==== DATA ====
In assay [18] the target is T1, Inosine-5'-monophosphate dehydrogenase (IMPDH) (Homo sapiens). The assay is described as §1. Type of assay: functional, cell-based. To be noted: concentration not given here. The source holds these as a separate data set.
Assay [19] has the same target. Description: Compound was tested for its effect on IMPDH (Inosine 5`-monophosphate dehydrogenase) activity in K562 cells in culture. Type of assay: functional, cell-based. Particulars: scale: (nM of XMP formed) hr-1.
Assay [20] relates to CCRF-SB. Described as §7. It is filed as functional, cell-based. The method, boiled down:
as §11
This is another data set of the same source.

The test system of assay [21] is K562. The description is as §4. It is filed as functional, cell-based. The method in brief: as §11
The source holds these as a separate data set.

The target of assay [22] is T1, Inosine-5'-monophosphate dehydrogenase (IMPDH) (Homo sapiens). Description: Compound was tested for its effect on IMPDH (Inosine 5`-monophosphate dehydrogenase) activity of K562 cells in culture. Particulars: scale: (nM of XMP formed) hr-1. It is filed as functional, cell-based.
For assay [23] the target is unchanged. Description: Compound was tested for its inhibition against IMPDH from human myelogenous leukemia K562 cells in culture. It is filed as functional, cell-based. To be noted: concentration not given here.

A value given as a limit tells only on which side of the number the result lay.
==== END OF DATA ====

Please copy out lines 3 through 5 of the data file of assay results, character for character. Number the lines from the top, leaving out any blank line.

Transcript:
Assay [20] relates to CCRF-SB. Described as §7. It is filed as functional, cell-based. The method, boiled down:
as §11
This is another data set of the same source.